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09 April 2018

- Study tips

We’ve reached week two of our Wellbeing Month. Hopefully you’ll have taken a look at last week’s article about how the library can help you. If you haven’t, why not take a look now:

We asked the staff in our libraries to share their study tips.

Writing assignments:

  • Use the Harvard guide on the library website and follow the examples to have make sure your references are accurate.
  • Attend a Study Skills Plus session or work through the online resources if you can't make itto campus:
  • Writing things down helps you remember more information (rather than just copy and paste). 
  • Be in the right frame of mind to study by getting rid of distractions like social media, eat lunch/dinner first, take regular breaks.
  • Ask a friend or family member to read through your work to check that it is readable and that the grammar works.
  • Read ‘The Study Skills Handbook’ by Stella Cottrell whether you know how to study or not.
  • Always note anything down what you read so that you have a record of where ideas and information have come from.
  • Set yourself a goal before each study session exactly what you want to achieve.
  • Take some time to look through the Academic Skills guide on the Study Skills Plus webpage.
  • Back up everything! - Keep a copy of you assignment on your university account and one on your home PC – don’t have your only a copy on a memory stick.

Photo of two open books with pencils and book marks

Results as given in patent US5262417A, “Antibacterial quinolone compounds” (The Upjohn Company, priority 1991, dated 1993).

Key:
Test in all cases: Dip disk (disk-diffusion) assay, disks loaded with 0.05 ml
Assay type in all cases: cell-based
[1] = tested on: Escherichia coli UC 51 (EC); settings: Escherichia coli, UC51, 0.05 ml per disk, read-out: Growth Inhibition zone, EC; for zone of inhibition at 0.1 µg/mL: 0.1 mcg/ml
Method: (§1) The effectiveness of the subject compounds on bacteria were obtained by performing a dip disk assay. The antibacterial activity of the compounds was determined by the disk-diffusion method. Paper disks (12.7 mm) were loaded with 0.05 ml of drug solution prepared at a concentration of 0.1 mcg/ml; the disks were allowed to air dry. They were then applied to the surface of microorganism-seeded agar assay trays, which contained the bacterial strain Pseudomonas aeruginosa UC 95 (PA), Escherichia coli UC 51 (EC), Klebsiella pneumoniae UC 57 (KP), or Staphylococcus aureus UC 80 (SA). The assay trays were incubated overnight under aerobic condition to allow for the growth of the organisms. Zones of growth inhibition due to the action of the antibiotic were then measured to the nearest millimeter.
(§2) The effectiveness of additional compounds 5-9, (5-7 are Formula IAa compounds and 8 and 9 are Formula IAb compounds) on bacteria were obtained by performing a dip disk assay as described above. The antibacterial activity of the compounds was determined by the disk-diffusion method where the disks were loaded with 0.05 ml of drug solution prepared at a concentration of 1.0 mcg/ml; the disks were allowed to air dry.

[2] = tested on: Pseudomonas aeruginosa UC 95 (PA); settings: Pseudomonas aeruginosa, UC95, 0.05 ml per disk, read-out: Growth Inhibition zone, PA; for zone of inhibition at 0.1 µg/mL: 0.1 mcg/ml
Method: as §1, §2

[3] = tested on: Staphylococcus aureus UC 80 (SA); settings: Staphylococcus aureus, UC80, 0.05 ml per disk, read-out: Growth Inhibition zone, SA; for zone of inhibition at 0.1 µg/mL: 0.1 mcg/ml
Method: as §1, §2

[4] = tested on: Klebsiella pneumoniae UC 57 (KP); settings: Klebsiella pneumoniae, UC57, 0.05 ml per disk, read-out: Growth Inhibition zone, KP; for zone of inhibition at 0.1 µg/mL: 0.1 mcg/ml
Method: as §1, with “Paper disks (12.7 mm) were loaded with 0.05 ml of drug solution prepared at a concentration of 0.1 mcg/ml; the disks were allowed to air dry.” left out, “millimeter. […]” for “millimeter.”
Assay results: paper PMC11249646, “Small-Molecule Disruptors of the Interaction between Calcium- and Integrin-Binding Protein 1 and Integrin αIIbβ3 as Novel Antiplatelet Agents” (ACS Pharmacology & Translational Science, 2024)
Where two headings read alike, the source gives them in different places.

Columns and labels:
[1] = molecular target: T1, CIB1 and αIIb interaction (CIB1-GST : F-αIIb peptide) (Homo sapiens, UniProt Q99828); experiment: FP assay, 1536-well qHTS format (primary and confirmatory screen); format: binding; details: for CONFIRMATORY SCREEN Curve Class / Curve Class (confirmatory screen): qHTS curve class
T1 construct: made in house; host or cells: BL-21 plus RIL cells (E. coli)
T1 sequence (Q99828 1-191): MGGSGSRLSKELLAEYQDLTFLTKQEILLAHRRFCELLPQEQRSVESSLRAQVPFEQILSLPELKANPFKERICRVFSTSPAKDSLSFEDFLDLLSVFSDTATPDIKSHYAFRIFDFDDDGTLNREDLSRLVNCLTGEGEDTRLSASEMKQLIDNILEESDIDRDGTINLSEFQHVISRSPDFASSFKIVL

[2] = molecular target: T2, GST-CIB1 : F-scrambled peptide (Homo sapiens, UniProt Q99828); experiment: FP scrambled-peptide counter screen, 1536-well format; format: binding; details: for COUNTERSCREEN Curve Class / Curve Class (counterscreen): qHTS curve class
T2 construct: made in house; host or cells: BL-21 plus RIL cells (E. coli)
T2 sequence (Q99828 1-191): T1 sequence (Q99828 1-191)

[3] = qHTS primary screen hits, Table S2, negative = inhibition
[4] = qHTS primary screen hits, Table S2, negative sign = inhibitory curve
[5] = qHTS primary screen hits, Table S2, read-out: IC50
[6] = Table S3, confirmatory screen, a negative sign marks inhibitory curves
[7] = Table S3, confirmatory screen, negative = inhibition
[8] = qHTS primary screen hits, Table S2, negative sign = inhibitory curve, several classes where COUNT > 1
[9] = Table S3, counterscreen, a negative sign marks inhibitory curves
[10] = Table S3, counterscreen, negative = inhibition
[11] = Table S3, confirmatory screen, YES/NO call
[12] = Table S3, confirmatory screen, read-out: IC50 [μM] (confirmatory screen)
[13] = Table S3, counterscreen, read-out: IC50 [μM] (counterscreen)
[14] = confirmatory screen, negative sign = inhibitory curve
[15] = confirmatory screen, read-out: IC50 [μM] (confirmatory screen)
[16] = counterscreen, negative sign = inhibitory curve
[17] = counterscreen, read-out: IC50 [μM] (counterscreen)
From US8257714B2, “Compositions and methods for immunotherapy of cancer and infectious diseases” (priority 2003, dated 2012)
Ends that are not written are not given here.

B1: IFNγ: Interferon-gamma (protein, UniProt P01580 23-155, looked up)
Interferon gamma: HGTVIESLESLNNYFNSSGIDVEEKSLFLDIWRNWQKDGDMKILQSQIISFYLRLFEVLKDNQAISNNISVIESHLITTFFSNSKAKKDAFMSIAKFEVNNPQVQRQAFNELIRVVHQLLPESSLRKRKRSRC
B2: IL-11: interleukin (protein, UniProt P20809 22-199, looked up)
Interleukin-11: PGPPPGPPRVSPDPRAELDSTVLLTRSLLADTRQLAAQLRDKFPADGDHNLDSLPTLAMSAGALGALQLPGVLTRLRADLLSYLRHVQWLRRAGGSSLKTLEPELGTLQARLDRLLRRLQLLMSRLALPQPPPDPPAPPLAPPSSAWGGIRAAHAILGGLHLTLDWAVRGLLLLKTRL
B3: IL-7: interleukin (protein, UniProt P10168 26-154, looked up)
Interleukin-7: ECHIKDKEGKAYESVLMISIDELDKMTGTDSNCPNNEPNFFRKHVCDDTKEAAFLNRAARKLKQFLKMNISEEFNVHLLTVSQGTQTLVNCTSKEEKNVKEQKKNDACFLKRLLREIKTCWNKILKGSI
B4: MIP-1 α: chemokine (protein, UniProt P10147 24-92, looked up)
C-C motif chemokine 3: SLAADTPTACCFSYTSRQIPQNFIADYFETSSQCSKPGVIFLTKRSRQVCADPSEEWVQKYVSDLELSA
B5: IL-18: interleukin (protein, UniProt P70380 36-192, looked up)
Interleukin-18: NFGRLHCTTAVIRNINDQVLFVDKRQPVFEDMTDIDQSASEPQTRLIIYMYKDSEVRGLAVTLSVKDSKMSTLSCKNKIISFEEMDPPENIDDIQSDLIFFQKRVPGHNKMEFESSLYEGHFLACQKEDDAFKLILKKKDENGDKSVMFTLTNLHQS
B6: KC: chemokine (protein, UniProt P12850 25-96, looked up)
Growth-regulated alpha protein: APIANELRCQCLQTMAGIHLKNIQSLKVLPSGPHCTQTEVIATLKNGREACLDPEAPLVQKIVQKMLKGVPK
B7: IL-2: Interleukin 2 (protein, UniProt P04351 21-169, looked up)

Handing in assignments:

  • Use a wall planner to plan a revision/study timetable to remind you when your deadlines are.
  • Organise yourself around deadlines and make sure you leave enough time for formatting, proofreading, binding, etc.
  • Ensure you can log into Turnitin and are clear about what to do several weeks before handing in.
  • Avoid submitting your assignment in the hour before it’s due in case of problems.
  • Give yourself time to go away and come back to your work a few days after you have finished it. This will help you to spot any problems or poor grammar.
  • Make sure you know what you need to include when you submit your work. Don’t leave doing this until the last moment!

Photo of a hand writing notes with a pen.

Revising for exams:

  • Get a good set of headphones and go to the following site: - it blocks out external distractions and makes it easier to concentrate.
  • If you know you have a particularly tough revision session ahead of you, plan a treat for when you finish.
  • Use different coloured pens, pencils and stationery while studying. It could make things look more interesting and might help you to remember things more easily.
  • Take a look at past exam papers - you can access some of them online through the library website.
  • Maximise your study by making the most of your commute – train and bus journeys can provide you with precious time to read through notes and textbooks.
  • Double check where and when your exams are being held – make sure you know where you need to go, what time you need to be there and what you need to bring with you.

Taking a break:

  • Have some time away from the computer and take at least an evening off from studying each week to do something enjoyable.
  • Take time to eat meals away from the computers.
  • Make sure you take regular breaks away from your screen. It’s a good opportunity to take a walk outside and get something to eat.
  • Do something completely non-studying related and away from a screen. For example, run up and down the stairs a few times, go for a walk, make a cup of tea, make a phone call, read a magazine.
  • Try and do some kind of exercise, even if it’s for 15 minutes, before or after you study.
  • Don’t sleep in the library – go home to bed to get proper rest!

A photo of the river running through the nature reserve next to the Chelmsford campus.

Now it’s over to you – share your study tips on the displays in your library or tweet them to us at @arulibrary using #ARUStudyTips


Topics: Study tips Wellbeing